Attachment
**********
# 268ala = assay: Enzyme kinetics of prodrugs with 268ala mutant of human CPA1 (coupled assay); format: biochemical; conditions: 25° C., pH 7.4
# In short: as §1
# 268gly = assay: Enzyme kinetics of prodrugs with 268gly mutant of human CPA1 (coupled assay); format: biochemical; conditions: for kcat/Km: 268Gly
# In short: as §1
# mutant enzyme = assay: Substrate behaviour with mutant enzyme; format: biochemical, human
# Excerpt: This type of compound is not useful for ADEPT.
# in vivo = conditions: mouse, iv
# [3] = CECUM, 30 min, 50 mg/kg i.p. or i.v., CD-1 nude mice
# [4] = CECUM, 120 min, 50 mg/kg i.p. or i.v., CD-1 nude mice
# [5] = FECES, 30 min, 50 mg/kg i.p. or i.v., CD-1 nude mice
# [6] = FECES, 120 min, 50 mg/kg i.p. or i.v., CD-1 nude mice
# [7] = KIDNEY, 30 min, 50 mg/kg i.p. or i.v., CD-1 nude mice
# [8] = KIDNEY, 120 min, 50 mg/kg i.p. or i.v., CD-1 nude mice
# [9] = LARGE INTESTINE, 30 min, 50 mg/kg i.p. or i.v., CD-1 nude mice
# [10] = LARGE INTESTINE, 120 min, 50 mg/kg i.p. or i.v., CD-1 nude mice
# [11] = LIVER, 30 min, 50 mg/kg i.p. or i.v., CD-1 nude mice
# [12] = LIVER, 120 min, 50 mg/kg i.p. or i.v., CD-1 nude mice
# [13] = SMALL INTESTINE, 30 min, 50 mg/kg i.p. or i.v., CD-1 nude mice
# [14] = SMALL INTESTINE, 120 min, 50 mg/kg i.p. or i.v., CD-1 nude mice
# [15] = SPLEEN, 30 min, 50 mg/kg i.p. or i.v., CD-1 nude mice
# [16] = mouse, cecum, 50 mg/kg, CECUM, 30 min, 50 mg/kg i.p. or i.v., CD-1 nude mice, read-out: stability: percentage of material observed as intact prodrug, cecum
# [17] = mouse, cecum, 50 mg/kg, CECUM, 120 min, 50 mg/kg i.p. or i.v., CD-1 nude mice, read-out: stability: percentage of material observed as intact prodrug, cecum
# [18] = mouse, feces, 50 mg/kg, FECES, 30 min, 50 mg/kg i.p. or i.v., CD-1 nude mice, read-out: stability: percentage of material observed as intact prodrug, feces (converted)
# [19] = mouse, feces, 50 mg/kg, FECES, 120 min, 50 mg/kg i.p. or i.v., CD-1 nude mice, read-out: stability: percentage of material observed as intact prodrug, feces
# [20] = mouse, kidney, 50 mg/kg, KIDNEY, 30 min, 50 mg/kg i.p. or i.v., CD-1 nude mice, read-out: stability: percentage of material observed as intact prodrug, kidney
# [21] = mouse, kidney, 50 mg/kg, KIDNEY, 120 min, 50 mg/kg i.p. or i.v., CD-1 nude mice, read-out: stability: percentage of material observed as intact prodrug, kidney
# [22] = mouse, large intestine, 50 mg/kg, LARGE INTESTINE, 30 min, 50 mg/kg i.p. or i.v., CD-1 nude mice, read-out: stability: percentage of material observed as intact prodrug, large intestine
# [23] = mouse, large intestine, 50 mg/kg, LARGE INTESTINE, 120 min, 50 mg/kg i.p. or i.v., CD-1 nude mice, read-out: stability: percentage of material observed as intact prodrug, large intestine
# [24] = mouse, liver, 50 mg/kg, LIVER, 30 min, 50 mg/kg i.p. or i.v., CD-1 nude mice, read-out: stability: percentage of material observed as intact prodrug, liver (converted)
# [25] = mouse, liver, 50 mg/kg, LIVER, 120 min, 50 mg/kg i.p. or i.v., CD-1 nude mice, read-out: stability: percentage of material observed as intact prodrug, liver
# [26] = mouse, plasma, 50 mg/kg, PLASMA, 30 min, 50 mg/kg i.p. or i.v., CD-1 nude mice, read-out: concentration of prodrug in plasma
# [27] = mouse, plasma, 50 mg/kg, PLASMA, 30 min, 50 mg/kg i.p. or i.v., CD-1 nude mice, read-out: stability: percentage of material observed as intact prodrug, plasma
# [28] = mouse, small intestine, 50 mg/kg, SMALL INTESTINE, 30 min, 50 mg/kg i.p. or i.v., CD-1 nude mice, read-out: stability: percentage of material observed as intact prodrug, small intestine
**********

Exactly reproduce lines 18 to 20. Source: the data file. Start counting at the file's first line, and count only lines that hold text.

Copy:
# [13] = SMALL INTESTINE, 30 min, 50 mg/kg i.p. or i.v., CD-1 nude mice
# [14] = SMALL INTESTINE, 120 min, 50 mg/kg i.p. or i.v., CD-1 nude mice
# [15] = SPLEEN, 30 min, 50 mg/kg i.p. or i.v., CD-1 nude mice